I know I wrote that rambling stuff about "62mm integrated filter policy" and "size/weight criteria" etc. I guess that has all gone out of the window because yesterday, I placed an order with B&H that includes the 35-70 but since I was using a new card and they need a scanned copy to guard against fraud on foriegn order (that was why I was going to stop by the office), the order is still pending and I will be changing the order to replace the 35-70 with probably the 180/2.8 as my new filter policy is centred around having no filter policy. I wouldn't ask for advice on that since I will probably take a totally different tack anyway seeing that I have been drolling over the 135 DC. :biggrin:

    Actually, I figured that since I had the Creeper, there was no point get any other consumer lens in the same range and to just go for the big hitters.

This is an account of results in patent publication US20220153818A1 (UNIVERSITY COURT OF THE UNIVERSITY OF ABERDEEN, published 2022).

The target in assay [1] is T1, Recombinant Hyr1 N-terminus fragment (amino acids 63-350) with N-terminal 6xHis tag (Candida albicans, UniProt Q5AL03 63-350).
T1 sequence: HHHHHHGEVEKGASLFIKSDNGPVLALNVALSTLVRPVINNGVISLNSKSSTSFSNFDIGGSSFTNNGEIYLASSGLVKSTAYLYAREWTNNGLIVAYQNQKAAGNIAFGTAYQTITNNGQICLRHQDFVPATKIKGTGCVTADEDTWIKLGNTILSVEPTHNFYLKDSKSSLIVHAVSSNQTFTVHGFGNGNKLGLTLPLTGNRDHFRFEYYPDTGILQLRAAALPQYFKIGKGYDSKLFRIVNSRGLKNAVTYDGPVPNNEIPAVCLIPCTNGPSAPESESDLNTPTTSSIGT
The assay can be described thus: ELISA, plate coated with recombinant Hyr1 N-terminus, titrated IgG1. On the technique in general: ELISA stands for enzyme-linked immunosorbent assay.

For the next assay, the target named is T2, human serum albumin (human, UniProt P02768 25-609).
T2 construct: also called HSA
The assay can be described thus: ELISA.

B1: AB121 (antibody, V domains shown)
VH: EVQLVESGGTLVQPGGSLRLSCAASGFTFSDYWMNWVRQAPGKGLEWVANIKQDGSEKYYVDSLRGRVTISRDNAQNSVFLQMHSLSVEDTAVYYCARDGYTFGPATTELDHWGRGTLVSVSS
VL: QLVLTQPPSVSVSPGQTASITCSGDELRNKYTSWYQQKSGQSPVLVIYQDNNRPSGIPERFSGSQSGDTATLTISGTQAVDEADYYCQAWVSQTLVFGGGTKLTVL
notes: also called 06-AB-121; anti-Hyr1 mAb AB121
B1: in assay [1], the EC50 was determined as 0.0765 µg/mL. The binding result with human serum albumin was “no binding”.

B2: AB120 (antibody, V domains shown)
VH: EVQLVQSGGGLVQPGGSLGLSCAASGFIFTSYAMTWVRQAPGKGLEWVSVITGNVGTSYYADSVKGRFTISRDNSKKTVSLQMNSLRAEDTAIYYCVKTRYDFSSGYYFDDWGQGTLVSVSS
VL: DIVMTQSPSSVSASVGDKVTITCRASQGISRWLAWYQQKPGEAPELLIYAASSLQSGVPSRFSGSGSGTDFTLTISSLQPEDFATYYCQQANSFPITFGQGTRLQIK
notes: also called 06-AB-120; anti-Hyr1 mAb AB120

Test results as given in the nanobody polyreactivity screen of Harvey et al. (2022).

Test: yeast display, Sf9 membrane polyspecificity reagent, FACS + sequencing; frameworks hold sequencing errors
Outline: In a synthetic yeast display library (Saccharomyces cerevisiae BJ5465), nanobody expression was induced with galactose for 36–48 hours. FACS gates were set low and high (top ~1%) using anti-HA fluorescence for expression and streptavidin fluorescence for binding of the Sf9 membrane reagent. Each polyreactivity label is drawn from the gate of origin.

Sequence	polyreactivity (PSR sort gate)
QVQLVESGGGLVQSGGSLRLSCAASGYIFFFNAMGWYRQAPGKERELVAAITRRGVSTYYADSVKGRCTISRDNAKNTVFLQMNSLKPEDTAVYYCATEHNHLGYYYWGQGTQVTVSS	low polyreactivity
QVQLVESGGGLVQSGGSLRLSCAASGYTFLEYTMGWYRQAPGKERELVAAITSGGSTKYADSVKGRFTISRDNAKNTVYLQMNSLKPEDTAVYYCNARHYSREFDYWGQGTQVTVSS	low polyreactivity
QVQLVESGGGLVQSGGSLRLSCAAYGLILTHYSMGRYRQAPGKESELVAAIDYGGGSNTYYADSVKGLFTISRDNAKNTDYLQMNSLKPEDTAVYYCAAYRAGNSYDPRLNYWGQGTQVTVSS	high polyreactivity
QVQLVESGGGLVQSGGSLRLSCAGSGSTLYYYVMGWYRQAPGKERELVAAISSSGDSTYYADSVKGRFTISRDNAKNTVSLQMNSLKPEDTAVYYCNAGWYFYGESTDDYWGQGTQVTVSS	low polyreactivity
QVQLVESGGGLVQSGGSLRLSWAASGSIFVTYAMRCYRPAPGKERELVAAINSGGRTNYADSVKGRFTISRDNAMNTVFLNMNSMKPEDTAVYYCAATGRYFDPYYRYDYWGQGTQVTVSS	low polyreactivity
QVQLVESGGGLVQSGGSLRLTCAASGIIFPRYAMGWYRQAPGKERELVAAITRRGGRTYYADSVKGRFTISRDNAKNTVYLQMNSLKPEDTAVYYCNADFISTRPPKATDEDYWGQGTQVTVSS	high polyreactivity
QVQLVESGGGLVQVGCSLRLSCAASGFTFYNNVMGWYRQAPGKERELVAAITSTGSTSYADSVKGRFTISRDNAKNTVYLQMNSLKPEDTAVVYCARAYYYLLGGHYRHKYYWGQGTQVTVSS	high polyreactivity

Here is the obligatory cat shot.

    first-with-1755.

    Tiny, the cat in the pic, was adopted as a tiny kitten after I found him in my car engine on way at work. He has repaid me by busting my creeper and breaking into the bathroom today while I was out and having a party with the loo roll amongst other things (I know he did it, not the other two).

    Le Significant Other is out of town and these guys are driving me up the wall lol. I suppose I am as naughty as the cats given my recent spending spree on camera gear.
     
  18. Chris101

    Chris101

    Feb 2, 2005
    Arizona
    While the so's away, the cats and Dayo will play! Congrats on your solution.
     
  19. Nuteshack

    Nuteshack Guest

    lovely use of the macro on this one ...:biggrin:
     
  20. jcovert

    jcovert Guest

    Nice! A man after my own heart. :)

    Lens Lust Forum +1

    :biggrin: